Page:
This is a quote. You can't change the sentence. If the quote says didn't, do not change it into did not.
"I have spoken to your father and he says that you didn't mean to hit the policeman."
I'm not sure what the question is. Yes, if you are quoting what someone said or wrote, you should quote them verbatim.
There are different ways that you can change a quotation.
If you are deleting part of the quotation, you use an elipsis. "I have spoken to your father ... you didn't mean to hit the policeman."
If there is an obvious error in spelling or grammar, place [sic] after the error to show that you know it was an error, but it was the original speaker's error.
It is generally acceptable to make corrections to small spelling errors, unless it is important for the reader to know the person spelled it wrong. There seems no reason to me that you would need to change "didn't" into "did not" in your sentence. The latter sounds more formal and could possibly put more emphasis on "not" than may have originally been intended. If you do decide to change a word or words in a quotation, you put the words in [square brackets]. This is often used to make something more clear. A reporter often uses this tool when the speaker refers to "him" and they need to make sure the reader knows who that is. "I talked to [John Smith] and..."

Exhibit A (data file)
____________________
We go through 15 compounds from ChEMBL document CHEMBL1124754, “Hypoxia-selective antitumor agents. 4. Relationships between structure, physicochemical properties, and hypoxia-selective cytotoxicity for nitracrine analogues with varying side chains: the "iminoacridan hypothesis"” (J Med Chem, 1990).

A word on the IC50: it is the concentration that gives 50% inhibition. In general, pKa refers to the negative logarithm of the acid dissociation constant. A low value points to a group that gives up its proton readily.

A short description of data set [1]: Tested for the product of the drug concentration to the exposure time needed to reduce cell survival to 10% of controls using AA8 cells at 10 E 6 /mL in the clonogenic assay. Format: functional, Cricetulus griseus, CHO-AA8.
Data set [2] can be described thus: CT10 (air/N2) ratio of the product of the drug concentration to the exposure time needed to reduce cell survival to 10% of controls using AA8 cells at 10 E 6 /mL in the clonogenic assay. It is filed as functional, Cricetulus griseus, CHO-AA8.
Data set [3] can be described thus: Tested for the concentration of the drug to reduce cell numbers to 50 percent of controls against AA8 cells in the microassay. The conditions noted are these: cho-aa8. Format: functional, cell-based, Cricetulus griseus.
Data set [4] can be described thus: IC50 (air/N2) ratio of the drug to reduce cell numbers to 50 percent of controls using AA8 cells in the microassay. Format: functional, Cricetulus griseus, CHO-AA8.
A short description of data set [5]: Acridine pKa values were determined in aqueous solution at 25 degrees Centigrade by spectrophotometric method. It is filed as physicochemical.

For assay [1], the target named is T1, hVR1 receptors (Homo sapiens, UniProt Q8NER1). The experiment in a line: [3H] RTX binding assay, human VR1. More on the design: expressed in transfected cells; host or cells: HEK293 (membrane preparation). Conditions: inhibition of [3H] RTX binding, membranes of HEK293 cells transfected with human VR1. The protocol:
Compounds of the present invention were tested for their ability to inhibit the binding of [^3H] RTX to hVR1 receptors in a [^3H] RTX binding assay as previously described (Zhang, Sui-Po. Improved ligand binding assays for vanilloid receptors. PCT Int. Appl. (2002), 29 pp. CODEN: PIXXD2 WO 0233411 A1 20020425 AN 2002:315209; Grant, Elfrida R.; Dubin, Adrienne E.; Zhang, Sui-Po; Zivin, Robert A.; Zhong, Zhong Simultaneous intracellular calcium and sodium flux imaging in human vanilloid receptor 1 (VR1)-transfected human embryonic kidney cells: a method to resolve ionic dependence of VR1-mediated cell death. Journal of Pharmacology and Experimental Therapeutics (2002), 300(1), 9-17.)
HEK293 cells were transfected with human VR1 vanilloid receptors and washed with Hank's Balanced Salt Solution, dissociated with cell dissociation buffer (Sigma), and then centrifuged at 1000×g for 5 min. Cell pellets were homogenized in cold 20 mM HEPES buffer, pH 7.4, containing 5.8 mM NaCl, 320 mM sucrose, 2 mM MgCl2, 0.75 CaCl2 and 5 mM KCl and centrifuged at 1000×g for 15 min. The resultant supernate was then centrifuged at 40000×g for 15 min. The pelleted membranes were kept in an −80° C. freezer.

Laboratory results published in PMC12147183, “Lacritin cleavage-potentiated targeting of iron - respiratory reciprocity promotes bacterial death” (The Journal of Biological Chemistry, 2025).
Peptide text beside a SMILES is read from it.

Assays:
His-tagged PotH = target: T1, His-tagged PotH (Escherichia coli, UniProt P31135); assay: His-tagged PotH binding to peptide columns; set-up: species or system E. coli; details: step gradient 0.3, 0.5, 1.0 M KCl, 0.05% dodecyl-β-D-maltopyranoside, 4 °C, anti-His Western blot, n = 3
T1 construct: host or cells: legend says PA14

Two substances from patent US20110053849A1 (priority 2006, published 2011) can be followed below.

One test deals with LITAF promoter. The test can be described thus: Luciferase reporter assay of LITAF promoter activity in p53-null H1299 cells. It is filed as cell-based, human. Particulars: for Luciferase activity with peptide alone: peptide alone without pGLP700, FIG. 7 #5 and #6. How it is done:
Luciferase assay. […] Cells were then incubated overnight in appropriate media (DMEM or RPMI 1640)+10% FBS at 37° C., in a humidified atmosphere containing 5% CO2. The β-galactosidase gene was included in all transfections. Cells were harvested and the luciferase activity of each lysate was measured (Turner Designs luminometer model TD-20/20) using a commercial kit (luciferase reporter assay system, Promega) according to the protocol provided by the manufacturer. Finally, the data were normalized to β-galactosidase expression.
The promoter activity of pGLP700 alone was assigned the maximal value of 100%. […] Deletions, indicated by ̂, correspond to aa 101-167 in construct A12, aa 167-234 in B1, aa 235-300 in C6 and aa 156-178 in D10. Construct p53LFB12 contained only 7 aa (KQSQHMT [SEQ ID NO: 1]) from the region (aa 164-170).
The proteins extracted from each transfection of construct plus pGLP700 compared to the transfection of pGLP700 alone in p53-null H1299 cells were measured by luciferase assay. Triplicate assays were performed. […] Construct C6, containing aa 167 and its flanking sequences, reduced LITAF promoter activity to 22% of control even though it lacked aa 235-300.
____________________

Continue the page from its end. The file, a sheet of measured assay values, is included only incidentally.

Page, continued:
|link comment||answered Nov 10 '11 at 21:39 Patty T Grammarly Fellow|
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